We’re happy to hear the Russians swung the election, J. C. We admire you for your perspicacity. Now invite Mr. Putin over for a congratulatory drink. Give him a signed copy of your book.
The language and spirit are Snowden’s, so I’ll pretend Snowden wrote it, even though the presentation came from Canada’s Communications Security Establishment.
Government does not undertake its projects in secret for your benefit. It acts in secret for its own benefit, to protect its own power and privileges, and to commit crimes too serious and brazen to commit in the open.
For some reason, the Wall Street Journal decided to give extra exposure to Epstein and his book about Snowden, How America Lost Its Secrets: Edward Snowden, the Man and the Theft.
Someday we will recognize who the traitors were, and who were the patriots who acted to protect their country.
Government does not undertake its projects in secret for your benefit. It acts in secret for its own benefit, to protect its own power and privileges, and to commit crimes too serious and brazen to commit in the open. It only needs to act in secret because it wants to do things the Constitution and other law prohibit it from doing at all.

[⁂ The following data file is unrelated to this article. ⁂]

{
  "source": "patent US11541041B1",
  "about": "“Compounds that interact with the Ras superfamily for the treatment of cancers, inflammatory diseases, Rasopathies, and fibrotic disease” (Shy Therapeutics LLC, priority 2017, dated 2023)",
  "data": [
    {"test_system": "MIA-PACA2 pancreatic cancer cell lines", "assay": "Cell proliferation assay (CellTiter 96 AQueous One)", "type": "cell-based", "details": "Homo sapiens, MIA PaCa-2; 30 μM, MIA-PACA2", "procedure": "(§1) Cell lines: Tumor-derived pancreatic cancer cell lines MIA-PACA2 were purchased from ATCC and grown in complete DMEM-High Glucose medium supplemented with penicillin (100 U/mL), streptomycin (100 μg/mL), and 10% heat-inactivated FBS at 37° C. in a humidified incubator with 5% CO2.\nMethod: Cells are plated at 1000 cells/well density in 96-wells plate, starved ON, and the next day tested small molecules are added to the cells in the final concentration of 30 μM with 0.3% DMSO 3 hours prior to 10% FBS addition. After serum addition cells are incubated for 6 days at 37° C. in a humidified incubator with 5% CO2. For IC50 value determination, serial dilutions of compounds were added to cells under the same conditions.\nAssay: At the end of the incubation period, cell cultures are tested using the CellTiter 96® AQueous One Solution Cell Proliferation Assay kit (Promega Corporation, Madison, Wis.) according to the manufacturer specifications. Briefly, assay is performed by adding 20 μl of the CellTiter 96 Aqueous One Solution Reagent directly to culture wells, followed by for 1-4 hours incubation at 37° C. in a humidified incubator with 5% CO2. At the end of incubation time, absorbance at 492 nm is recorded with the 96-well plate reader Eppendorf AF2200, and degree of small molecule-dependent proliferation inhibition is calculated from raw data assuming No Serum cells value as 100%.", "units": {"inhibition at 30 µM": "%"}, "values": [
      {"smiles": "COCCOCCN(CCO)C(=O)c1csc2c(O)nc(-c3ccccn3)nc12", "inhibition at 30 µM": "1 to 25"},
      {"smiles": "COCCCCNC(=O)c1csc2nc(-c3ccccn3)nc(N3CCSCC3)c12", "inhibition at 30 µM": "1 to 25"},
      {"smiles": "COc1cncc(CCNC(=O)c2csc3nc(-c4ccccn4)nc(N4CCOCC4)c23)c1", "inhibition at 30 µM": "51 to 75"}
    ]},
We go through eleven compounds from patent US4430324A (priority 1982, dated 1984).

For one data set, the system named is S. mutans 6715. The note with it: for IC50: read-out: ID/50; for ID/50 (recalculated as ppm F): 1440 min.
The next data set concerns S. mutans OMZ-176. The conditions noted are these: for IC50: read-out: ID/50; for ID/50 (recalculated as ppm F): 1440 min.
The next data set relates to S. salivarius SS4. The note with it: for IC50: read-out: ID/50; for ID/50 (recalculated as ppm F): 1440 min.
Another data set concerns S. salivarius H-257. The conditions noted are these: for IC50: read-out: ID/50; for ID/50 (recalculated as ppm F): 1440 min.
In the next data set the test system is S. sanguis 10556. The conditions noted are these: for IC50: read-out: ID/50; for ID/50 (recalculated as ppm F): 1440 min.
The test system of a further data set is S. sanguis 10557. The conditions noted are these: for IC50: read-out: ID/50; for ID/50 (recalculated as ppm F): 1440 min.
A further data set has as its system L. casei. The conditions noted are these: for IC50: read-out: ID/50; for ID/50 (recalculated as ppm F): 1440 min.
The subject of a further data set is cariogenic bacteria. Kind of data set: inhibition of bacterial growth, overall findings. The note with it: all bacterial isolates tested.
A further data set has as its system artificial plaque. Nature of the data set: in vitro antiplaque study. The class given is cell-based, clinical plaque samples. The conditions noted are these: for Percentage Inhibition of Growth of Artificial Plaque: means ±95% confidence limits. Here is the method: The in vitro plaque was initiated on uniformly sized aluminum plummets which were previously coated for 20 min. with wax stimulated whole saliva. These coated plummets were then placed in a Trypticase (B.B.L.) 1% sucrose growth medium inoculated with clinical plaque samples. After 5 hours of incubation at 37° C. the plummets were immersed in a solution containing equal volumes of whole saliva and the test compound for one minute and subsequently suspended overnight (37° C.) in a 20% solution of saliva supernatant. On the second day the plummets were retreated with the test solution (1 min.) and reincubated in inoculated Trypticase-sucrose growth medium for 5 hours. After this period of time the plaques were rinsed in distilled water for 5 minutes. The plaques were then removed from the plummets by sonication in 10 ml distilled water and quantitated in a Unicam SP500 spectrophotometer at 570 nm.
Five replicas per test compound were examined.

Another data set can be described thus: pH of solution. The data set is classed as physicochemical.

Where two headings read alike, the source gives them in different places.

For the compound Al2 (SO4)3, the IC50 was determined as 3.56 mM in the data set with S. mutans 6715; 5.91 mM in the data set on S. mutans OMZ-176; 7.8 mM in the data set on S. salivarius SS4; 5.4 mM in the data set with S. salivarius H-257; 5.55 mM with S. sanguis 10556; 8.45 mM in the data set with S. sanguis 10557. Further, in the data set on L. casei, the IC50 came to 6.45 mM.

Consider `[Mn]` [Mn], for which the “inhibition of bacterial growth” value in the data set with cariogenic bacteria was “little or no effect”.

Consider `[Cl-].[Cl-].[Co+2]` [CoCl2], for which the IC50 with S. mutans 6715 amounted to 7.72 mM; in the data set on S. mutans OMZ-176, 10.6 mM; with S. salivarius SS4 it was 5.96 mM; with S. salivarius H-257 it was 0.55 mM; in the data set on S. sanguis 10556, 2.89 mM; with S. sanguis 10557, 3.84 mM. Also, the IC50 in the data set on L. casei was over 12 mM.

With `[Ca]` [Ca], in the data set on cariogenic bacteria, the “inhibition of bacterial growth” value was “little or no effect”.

President Obama’s policy is to jail whistleblowers and protect the people who manage his national security state. Presidents have become so accustomed to serving the national security state’s interests now, that is how they see their job.
President Obama observes that violence at Trump’s rallies threatens to tarnish the “American brand,” as he calls it. Yes, that …
What an irony of our time: the only way Edward Snowden can exercise his right of free speech is under protection of the likes of Vladimir Putin. Listen to him explain here how government tries to defeat efforts to protect privacy, and how it tries to coerce private companies to defeat encryption when it cannot do so itself.
No strength of numbers can unite people who know Snowden, Drake, and Manning speak the truth, who can corroborate what they say, since the law says they must go to prison if they reveal government’s secrets. They face the same choice, alone, that civil resisters face under the national security state: be quiet or go to jail.
So you thought torture ended when President Obama came into office and casually said, using the past tense, “Yeah, we …
This interview, and many others that Snowden has given, show that Snowden gives far more thought to his arguments about secrecy and surveillance, than his opponents give to theirs.